An Examination of the First-Time Homebuyer Tax Credit
Posted: 2 Nov 2016 Last revised: 15 Jun 2020
Date Written: October 20, 2016
A major policy response to the 2008 housing crisis was the First-time Homebuyer Tax Credit, worth up to $8,000. To estimate the tax credit effects on homeownership, I construct a quarterly first-time homebuyer time-series using American Housing Survey data. Using both an event-study and a difference-in-difference framework, I estimate the tax credit induced 301,900 first-time homeowners and calculate the government paid $24,180 per additional homeowner. I find no evidence that first-time homebuyers bought more expensive houses or increased default rates. Estimating state and MSA-level effects I find a strong correlation between effect size and average home values, with a doubling in average home values implying a drop in effect size by 19.7 percentage points. These local effects also reveal larger effects in areas with smaller housing busts, had lower mortgage delinquency rates, and have higher housing supply elasticity.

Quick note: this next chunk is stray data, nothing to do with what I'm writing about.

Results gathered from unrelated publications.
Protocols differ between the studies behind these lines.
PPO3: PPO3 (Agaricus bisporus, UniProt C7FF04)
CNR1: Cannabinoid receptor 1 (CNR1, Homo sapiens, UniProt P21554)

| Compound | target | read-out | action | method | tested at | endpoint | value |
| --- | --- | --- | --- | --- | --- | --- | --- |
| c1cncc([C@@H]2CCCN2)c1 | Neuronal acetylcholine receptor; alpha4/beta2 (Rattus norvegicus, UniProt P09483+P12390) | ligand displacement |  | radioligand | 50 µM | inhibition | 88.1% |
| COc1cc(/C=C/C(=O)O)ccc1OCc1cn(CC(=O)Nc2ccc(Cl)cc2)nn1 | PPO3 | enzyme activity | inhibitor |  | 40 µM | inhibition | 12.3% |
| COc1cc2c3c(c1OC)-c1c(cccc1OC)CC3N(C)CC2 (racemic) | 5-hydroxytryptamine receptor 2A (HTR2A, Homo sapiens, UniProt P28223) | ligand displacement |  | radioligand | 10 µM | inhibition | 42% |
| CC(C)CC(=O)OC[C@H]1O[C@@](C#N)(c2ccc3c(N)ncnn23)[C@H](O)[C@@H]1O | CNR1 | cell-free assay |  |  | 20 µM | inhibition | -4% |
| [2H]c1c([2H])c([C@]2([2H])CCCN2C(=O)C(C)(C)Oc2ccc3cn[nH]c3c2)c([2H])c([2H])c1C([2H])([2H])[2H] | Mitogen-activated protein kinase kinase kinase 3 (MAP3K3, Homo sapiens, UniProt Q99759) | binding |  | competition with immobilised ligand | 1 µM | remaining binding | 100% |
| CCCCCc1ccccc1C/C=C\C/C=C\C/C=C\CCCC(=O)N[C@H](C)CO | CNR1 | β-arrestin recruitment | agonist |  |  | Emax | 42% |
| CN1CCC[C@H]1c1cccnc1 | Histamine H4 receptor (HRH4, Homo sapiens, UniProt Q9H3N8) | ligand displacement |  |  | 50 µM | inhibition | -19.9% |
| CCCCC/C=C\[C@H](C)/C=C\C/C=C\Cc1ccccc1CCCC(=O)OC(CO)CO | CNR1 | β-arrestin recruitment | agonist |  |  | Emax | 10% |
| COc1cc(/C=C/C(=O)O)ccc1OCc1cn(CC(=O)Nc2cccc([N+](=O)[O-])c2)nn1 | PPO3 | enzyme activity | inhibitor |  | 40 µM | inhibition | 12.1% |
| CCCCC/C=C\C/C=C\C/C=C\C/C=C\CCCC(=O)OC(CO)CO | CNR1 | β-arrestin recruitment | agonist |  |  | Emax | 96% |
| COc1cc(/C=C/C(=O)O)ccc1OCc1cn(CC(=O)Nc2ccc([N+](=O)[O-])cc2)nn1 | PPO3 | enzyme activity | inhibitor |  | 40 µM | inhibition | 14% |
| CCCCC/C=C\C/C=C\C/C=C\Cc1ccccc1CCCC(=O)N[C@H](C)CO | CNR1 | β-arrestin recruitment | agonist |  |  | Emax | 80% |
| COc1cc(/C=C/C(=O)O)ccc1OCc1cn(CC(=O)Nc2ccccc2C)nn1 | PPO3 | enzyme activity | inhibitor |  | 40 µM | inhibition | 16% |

Keywords: Homeownership, Policy, Public Assistance
JEL Classification: R21, H5, I38
Suggested Citation: Suggested Citation